What Do Congress And Wall Street Have In Common? : It's All Politics ANALYSIS: What do Wall Street and Congress have in common? Great power, surely, and a strong interest in money. They also share a rung at the bottom of the ladder when it comes to public trust.
NPR logo What Do Congress And Wall Street Have In Common?

What Do Congress And Wall Street Have In Common?

What do Wall Street and Congress have in common? Great power, surely, and a strong interest in money. They also share a rung at the bottom of the ladder when it comes to public trust.

In the Pew Research Center polling that made everyone's news this week, government fared poorly. But the only part of government to be at its historic low point was Congress. Only one American in five professed faith in Congress' ability to do the right thing all or most of the time.

Yet in the same poll, Pew found more than three in five wanted Congress to do something to rein in Wall Street and the excesses that led to the mortgage meltdown and the recession of 2008-2009.

Americans have an instinctive distaste for elites and power concentrations. Always have. Yes, most of us go on abiding by the laws Congress makes and relying on the financial machinery the big banks dominate. But we tend to be wary of both, even in the best of times. And right now, with unemployment just below double digits, we are all in a less-forgiving mood.

To see what's different about our current disillusionment, let's break it into three parts. First, you have the conventional revulsion at classic scandals and their perpetrators. This is the category for financiers such as Bernie Madoff, the Ponzi scheme billionaire, and powerful members of Congress such as Duke Cunningham, the subcommittee chairman who wrote out a price list for bribes. Both men are now in jail.

Second, you have disillusioning effect of procedural maneuvers and strategies that smack of deceit. It is off-putting to many Americans to see House members vote both for and against a big bill on the same afternoon, or to see one senator hold up bills or nominations for utterly unrelated reasons. The average American does not understand how Goldman Sachs can sell one investment that bets on home mortgage loans and another that bets against them (especially if the portfolio of assets is amassed by someone who wants them to crash so he can make a billion dollars).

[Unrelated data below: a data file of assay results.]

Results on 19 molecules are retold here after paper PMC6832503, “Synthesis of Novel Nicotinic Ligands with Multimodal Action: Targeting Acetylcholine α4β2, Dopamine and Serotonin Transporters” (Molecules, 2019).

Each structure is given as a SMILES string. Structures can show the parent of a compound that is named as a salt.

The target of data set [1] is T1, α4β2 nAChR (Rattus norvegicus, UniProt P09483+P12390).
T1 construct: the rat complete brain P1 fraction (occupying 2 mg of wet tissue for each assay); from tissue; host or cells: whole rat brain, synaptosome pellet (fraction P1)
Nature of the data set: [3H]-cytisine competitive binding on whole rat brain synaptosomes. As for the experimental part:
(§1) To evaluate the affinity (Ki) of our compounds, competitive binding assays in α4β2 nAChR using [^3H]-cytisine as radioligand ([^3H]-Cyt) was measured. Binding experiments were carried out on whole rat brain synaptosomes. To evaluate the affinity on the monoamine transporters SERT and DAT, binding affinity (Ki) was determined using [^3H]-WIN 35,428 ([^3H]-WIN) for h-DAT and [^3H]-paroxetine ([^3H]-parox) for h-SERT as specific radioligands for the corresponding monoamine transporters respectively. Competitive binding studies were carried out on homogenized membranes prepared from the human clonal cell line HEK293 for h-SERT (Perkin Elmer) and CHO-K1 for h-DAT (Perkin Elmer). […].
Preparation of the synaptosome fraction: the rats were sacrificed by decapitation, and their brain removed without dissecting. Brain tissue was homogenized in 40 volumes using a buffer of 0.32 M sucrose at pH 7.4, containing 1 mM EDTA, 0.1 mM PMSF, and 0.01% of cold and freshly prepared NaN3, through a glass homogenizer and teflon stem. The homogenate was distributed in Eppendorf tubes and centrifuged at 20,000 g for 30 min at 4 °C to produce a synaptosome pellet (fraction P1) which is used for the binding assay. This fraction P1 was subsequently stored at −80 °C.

Much of this is usually masked to the world by insider terminology, abbreviations and acronyms. Capitol Hill speaks of the "secret hold" and "deem and pass" while Wall Street speaks of credit default swaps (CDS) and collateralized debt obligations (CDOs) and naked short selling.

Actually, the denizens of these worlds know perfectly well their lingo leaves people behind. That is largely the idea. There may be nothing wrong with some of these practices and procedures, or there may be very little about them that could stand the light of day. The point is that the rest of us can't tell one way or the other. And right now, after the bailouts and the fallout, we're less inclined to sit still for that.

But there is a third category of disconnect in the current atmosphere, and it may be the most important.

What really disturbs Americans right now is a growing sense that what goes on -- on the Hill or on the Street -- is not about the general citizenry or the general economy. Both institutions increasingly appear to be consumed with "trading on their own account."

Too much of what goes on in Congress is about posturing for the next election (or committee chair or leadership post). The parties each weigh their moves with an eye on the next election, not just in the final months before November in an even-numbered year but all the time. The campaign never stops, and neither does the fundraising to fuel it.

Similarly, too much of what goes on in the stock and bond markets is about constructing "plays" and "trades" to make money without regard to underlying economic values or real-world effects. Billions are invested not to build or buy things but to play the dynamics of the market, buying and selling contracts to buy and sell in the future or to hedge against bets yet to be taken. Think of a poker player who's less interested in his cards than he is in the other players' plays. The language and psychology of the casino has always been part of the financial world. Lately, it seems to be the part that matters most. And that is troubling for public at large.

Sure, there's always been a huge element of self-dealing, both in politics and high finance. It's in the nature of the beast, and has been in earlier eras, not to mention in other countries and different systems. But even if you know that and accept it, the suspicion remains. And the questions arise. Have we passed the tipping point? Have these elements finally supplanted the original intent of the institutions in question? And aren't we supposed to be better than that?

No wonder our trust in both the national legislature and the biggest investment firms is at such an ebb.